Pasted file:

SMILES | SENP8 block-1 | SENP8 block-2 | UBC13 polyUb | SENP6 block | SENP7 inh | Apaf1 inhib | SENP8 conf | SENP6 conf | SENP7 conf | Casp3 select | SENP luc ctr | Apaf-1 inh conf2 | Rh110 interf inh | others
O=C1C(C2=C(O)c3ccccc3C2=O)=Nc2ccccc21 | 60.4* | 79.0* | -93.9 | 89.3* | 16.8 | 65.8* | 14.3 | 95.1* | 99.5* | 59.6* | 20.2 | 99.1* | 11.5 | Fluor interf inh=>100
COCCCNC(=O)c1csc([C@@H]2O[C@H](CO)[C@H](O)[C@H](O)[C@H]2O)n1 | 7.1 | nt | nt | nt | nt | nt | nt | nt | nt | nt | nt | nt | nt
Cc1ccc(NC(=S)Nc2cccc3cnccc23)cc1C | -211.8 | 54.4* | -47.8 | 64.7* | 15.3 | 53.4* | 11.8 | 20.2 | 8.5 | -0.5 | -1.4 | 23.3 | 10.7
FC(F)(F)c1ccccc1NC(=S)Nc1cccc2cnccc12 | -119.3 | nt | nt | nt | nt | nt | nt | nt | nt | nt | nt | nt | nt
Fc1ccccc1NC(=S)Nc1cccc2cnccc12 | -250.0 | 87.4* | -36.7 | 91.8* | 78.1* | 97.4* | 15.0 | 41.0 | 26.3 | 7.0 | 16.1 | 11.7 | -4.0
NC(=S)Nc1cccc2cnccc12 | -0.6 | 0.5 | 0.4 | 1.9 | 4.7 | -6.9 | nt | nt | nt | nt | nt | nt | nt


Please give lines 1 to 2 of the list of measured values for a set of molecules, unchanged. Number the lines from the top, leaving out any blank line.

SMILES | SENP8 block-1 | SENP8 block-2 | UBC13 polyUb | SENP6 block | SENP7 inh | Apaf1 inhib | SENP8 conf | SENP6 conf | SENP7 conf | Casp3 select | SENP luc ctr | Apaf-1 inh conf2 | Rh110 interf inh | others
O=C1C(C2=C(O)c3ccccc3C2=O)=Nc2ccccc21 | 60.4* | 79.0* | -93.9 | 89.3* | 16.8 | 65.8* | 14.3 | 95.1* | 99.5* | 59.6* | 20.2 | 99.1* | 11.5 | Fluor interf inh=>100